Friday, August 21, 2015

Interview with Bradley Somer - Fishbowl

Please help me welcome Bradley Somer to the blog, he's here to chat about his fantastic new novel, Fishbowl. I can't wait to get my hands on my copy and I bet you'll be chomping to get one of your own by the end of the post.























ISBN-13: 9781250057808
Publisher: St. Martin's Press
Release Date: 08/04/2015
Length: 304pp
Buy It: B&N/Amazon/Kobo/IndieBound/Audible



Overview

A goldfish named Ian is falling from the 27th-floor balcony on which his fishbowl sits. He's longed for adventure, so when the opportunity arises, he escapes from his bowl, clears the balcony railing and finds himself airborne. Plummeting toward the street below, Ian witnesses the lives of the Seville on Roxy residents.
Read an excerpt courtesy St. Martin's Press:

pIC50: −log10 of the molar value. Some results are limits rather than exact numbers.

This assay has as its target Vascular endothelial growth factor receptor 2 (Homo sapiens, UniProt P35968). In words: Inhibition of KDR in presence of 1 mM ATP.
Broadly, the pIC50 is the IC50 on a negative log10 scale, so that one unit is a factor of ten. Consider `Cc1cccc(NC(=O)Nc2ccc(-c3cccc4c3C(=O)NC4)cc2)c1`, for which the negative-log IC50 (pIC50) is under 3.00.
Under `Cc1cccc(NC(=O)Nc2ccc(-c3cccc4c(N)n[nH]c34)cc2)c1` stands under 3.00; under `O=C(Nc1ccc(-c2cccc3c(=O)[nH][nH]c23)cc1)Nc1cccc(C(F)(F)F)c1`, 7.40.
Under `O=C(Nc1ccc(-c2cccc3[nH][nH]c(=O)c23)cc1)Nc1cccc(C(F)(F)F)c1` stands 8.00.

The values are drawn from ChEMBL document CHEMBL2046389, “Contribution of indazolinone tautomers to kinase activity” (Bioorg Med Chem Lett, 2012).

In Which the Essence of Life and Everything Else Is Illuminated There's a box that contains life and everything else. This is not a figurative box of lore. It's not a box of paper sheets that have been captured, bound, and filled with the inkings of faith, chronicling the foibles and contradictions of the human species. It doesn't sport the musty smell of ancient wisdom and moldering paper. It isn't a microscopic box of C, G, A, or T, residing within cell walls and containing traces of everything that ever lived, from today back through the astral dust of the Big Bang itself to whatever existed before time began. It can't be spliced or recombined or subjected to therapy. It's not the work of any god or the evolution of Darwin. It's not a thousand other ideas, however concrete or abstract they may be, that could fill the pages of this book. It's not one of these things, but it's all of them combined and more. Now we know what it isn't, let's focus on what it is. It's a box containing the perpetual presence of life itself. Living things move within it, and at some point, it will have been around long enough to have contained absolutely everything. Not all at once, but over the years, building infinite layer upon infinite layer, it will all wind up there. Time will compile these experiences, stacking them on top of each other, and while the moments themselves are fleeting, their visceral memory is everlasting. The passing of a particular moment can't erase the fact that it was once present. In this way, the box reaches beyond the organic to the ethereal. The heartbreaking sweetness of love, the rending hatred, the slippery lust, the sorrow of losing a family member, the pain of loneliness, all thoughts that were ever thought, every word ever said and even those which were not, the joys of birth and the sorrows of death and everything else will be experienced here in this one vessel. The air is thick with the anticipation of it all. After it's all done, the air will be heavy with everything that has passed. It's a box constructed by human hands and, yes, if your beliefs trend that way, by extension, the hands of God. Regardless of its origin, its purpose is the same and its structure reflects its purpose. The box is partitioned into little compartments in which all of these experiences of time are stored, though there's no order to their place or chronological happening. There are compartments stacked twenty-seven high, three wide, and two deep that house this jumble of everything. Melvil Dewey, the patron saint of librarians, would cringe at the mere thought of trying to catalog the details of these one hundred and sixty-two compartments. There's no way to arrange or structure what happens here, no way to exert control over it or systematize it. It just has to be left a mess. A pair of elevators connects all of these compartments. Themselves little boxes, each with a capacity of ten people or 4,000 lb./1,814 kg., whichever comes first. Each with a little plaque attached to the mirrored wall near the panel that says it's so. The irritating pitch of the alarm that sounds when there's too much weight inside also says it's so. The elevators trundle tirelessly up and down their dingy shafts, diligently delivering artifacts and their custodians to the different levels. Day and night, they shuttle to one floor and then to the next and then back to the lobby. There's a staircase too, in case of fire or power outage, so the custodians can grab the artifacts most dear to them and safely exit the box. The box is a building, yes. More specifically it's an apartment building. It sits there, an actual place in an actual city. It has a street address so people who are unfamiliar with the area can find it. It also has a series of numbers so lawyers and city surveyors can find it too. It's classified in many ways. To the city it's an orange rectangle with black crosshatching on the zoning map. "Multi-Residential, High-Density High-Rise," the legend reads. To many occupants it's a "one-bedroom apartment for rent, with underground parking and coin laundry facilities." To some it was "an unbelievably affordable way to experience the convenience and excitement of downtown living. This two-bedroom, one-bathroom condo with uninterrupted city views must be seen to be believed," and is now home. For a few, it's a place to work on the weekdays. For others, it's a place to visit friends on the weekends. The building was constructed in 1976 and has hobbled through time ever since. When it was still new, it was the tallest building on the street. Now that it's older, there are three taller ones. Soon there will be a fourth. For the time, it was an elegant and stately building. Now it seems dated, belonging to a period in architectural history that has its own name, a name that was not known at the time it was built but is applied knowingly in hindsight. The building was renovated recently because it was in much need. The concrete was painted to hide the spalling cracks and compiled graffiti. The drafty windows and gappy doors to the balconies were replaced to keep the evening chill outside and the temperate air in. Last year, the boiler was upgraded to provide adequate hot water for washing up. The electrical was updated because building codes have changed. It was once a building entirely full of renters. Now, it is a condominium where most people own but others still choose to rent out their suites to offset other investment risks, to "diversify their portfolios." The building fulfills an Arcensian mission of carrying everything mentioned thus far, housing the spirit and the chaos of life and those beings in which they reside, through the floods and to safety every time the water recedes. Depending on where you live, this box may be just up the street. It may even be within walking distance from where you read these words. You may drive past it on the way home from work if you work downtown but live in the suburbs. Or you may even live there. If you see this building, pause for a second to ponder what a marvelous arcanum it is. It will sit there long after you turn the last page in this book and long after we are dead and these words have been forgotten. The beginning and end of time will happen there within those walls, between the roof and the parking garage. But for now, only a handful of decades old, it's a growing marvel in its nascent days and this book is a short chronicle of its youth. Spelled out above the front door, bolted to the brick in weeping, rusty black metal lettering, is the name of the building: the Seville on Roxy. Copyright © 2015 by Bradley Somer